communicating with a neighboring node;
receiving access enabling information from the neighboring node, wherein the access enabling information is operable to provide access to a network for the communication session corresponding to at least one of the set of MNOs; and
transmitting the access enabling information.
47. The method of claim 46, wherein receiving the access enabling information further comprises receiving temporary credentials from the neighboring node.
48. The method of claim 46 wherein communicating with the neighboring node further comprises purchasing an access session from the neighboring node.
49. The method of claim 46 wherein receiving the neighboring node access enabling information further comprises receiving via a wireless communication link between the client and the neighboring node.
50. The method of claim 42, further comprising:
requesting, by the client, access enabling information for the communication session for a neighboring node from the MVNO;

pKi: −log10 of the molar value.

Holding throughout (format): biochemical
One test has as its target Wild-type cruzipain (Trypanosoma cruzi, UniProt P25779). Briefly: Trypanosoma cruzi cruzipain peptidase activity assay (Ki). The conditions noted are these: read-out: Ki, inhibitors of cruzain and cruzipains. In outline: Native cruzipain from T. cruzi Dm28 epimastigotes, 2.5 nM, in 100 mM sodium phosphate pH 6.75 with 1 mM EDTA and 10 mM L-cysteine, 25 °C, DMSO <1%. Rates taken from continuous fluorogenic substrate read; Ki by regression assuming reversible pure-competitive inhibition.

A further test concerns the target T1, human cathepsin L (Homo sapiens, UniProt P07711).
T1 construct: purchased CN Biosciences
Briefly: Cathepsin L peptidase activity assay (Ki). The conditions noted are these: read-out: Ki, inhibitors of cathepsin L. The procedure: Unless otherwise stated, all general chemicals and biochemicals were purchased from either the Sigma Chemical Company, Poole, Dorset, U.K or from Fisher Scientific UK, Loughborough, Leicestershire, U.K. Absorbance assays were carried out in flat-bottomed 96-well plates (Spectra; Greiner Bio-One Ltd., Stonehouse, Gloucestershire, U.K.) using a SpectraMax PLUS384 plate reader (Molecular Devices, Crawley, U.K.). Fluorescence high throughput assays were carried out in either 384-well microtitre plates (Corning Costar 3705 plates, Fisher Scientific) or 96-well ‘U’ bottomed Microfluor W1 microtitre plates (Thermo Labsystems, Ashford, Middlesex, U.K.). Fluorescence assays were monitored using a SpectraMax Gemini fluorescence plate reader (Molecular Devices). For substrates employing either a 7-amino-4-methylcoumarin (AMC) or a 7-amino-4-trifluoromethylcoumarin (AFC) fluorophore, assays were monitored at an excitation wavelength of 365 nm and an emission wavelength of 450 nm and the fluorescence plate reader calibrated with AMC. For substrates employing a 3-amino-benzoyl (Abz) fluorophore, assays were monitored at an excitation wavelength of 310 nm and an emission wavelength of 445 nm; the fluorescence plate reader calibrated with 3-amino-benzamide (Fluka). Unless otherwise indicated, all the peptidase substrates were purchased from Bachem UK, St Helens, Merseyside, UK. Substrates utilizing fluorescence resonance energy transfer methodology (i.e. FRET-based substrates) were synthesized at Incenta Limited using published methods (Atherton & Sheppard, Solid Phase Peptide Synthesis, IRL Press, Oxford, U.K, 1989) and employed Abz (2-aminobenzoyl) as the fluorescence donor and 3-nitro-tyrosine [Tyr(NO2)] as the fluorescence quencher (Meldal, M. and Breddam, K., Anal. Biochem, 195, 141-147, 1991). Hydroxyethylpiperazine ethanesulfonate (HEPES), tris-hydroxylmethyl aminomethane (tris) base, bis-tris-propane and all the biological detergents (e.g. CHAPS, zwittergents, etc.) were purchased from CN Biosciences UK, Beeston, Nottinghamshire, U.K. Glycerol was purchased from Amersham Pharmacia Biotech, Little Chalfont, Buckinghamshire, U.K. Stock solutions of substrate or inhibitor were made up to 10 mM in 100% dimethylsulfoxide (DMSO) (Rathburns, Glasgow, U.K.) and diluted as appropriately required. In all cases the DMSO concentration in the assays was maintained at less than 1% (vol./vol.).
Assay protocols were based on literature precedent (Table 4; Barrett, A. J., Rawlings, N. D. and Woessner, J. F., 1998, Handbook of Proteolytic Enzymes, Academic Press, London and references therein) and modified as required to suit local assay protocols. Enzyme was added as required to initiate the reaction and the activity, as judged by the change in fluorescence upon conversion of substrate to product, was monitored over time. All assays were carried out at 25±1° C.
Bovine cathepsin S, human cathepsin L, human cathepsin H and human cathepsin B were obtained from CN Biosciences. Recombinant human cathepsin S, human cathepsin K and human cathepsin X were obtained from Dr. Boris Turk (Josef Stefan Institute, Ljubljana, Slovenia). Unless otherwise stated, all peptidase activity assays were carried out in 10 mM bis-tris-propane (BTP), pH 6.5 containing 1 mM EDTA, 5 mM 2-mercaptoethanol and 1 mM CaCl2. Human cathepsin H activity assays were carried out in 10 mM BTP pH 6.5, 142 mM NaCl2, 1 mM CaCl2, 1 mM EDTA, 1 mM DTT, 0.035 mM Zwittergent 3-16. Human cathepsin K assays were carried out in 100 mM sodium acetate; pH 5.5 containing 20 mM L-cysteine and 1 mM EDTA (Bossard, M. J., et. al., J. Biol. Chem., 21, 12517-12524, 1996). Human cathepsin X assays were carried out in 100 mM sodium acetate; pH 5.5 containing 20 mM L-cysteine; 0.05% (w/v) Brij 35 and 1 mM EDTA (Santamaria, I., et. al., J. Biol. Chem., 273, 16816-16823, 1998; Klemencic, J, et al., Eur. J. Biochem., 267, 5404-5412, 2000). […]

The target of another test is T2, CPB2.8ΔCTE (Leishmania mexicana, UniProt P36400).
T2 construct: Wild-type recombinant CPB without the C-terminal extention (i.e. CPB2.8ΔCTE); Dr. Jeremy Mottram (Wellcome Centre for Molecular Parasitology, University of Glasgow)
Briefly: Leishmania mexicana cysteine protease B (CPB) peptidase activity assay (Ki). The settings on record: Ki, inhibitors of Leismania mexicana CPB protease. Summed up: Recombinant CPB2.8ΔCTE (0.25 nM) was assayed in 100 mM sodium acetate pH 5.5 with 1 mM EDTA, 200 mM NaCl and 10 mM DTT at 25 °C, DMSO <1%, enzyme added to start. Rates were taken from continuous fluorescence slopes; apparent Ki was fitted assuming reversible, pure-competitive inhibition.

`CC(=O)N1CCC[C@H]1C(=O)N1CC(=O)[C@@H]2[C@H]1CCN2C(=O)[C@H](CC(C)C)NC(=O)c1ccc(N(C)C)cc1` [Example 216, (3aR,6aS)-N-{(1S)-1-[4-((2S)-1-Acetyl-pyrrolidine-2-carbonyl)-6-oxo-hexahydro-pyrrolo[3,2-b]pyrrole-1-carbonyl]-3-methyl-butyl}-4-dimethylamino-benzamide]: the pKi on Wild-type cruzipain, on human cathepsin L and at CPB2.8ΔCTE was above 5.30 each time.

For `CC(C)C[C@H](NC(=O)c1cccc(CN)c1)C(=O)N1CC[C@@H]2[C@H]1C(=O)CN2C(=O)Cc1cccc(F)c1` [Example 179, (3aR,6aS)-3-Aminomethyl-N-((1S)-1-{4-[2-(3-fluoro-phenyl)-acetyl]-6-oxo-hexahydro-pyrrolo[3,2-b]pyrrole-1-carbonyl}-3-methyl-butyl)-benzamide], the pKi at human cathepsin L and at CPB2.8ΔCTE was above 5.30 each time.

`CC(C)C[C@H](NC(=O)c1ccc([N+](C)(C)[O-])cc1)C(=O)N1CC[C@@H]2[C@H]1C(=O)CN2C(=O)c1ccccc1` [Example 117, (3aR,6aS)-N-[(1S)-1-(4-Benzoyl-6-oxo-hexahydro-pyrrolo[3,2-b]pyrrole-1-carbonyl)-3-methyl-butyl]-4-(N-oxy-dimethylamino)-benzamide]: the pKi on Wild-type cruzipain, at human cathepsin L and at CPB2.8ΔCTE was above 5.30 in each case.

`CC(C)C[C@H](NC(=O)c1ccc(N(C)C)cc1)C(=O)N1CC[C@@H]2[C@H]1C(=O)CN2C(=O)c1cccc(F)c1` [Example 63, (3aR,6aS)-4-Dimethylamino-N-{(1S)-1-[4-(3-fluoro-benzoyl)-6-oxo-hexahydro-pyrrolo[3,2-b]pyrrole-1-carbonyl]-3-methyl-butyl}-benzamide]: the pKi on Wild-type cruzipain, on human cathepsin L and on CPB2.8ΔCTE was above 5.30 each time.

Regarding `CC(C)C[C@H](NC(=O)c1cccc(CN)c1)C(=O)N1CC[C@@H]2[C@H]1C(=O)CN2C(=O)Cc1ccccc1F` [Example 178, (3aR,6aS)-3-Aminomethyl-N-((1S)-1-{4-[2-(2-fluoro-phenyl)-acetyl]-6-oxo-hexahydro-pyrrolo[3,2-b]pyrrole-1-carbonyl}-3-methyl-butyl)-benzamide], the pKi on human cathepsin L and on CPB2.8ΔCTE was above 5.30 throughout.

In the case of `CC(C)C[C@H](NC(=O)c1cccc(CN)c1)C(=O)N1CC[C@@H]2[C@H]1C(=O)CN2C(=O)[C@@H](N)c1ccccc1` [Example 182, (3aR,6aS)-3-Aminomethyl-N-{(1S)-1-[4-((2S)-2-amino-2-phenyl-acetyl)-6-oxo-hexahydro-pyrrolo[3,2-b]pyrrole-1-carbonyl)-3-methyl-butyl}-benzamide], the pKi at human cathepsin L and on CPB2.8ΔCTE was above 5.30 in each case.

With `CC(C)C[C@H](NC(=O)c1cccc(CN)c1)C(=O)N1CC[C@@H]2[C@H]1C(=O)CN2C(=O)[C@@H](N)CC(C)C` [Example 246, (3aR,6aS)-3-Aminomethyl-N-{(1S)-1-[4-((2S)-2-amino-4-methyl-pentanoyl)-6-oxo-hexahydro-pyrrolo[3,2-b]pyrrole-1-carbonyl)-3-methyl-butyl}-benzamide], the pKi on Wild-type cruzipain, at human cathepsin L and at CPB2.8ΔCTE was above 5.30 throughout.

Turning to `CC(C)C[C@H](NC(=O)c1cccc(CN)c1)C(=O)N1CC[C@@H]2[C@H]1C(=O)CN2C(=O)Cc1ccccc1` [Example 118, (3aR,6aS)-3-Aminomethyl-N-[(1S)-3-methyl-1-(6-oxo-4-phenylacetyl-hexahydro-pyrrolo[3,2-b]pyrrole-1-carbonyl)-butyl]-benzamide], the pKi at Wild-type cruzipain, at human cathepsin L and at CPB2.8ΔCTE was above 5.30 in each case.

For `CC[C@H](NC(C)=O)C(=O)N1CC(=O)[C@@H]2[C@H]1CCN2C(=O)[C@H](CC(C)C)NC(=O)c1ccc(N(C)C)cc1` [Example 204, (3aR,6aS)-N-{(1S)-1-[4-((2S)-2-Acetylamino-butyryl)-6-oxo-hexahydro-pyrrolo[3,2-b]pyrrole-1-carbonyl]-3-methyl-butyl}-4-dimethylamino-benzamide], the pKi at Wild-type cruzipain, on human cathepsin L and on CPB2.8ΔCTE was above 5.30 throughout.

receiving, in the client, access enabling information for the communication session for the neighboring node from the MVNO; and
providing the access enabling information for the communication session to the neighboring node, wherein the access enabling information for the communication session is operable to provide access to a network corresponding to at least one of the set of MNOs.
51. The method of claim 50, wherein receiving access enabling information for the communication session further comprises receiving temporary credentials for the neighboring node.
52. The method of claim 50, wherein requesting access enabling information for the communication session further comprises purchasing a communication session from the MVNO on behalf of the neighboring node.
53. The method of claim 50, wherein providing access enabling information for the communication session to the neighboring node further comprises transmitting via a wireless communication link between the client and the neighboring node the access enabling information for the communication session.